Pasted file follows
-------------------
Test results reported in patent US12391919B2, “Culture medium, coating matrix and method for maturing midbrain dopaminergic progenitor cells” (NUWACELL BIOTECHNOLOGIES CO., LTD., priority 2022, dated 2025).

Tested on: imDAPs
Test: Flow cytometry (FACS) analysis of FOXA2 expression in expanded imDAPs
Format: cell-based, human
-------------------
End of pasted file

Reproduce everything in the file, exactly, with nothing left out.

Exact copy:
Test results reported in patent US12391919B2, “Culture medium, coating matrix and method for maturing midbrain dopaminergic progenitor cells” (NUWACELL BIOTECHNOLOGIES CO., LTD., priority 2022, dated 2025).

Tested on: imDAPs
Test: Flow cytometry (FACS) analysis of FOXA2 expression in expanded imDAPs
Format: cell-based, human